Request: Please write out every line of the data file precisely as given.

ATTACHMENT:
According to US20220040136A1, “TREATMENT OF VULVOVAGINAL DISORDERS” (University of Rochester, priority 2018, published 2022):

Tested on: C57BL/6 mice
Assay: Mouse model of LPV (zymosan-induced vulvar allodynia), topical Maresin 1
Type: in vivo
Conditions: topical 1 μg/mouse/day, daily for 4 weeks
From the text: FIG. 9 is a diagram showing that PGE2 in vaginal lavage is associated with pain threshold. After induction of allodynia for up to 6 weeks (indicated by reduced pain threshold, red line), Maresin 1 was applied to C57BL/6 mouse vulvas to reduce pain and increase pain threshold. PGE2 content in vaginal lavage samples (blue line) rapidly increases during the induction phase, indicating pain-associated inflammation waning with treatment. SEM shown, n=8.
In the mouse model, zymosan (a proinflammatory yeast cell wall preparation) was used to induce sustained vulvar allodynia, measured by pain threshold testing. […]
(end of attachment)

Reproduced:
According to US20220040136A1, “TREATMENT OF VULVOVAGINAL DISORDERS” (University of Rochester, priority 2018, published 2022):

Tested on: C57BL/6 mice
Assay: Mouse model of LPV (zymosan-induced vulvar allodynia), topical Maresin 1
Type: in vivo
Conditions: topical 1 μg/mouse/day, daily for 4 weeks
From the text: FIG. 9 is a diagram showing that PGE2 in vaginal lavage is associated with pain threshold. After induction of allodynia for up to 6 weeks (indicated by reduced pain threshold, red line), Maresin 1 was applied to C57BL/6 mouse vulvas to reduce pain and increase pain threshold. PGE2 content in vaginal lavage samples (blue line) rapidly increases during the induction phase, indicating pain-associated inflammation waning with treatment. SEM shown, n=8.
In the mouse model, zymosan (a proinflammatory yeast cell wall preparation) was used to induce sustained vulvar allodynia, measured by pain threshold testing. […]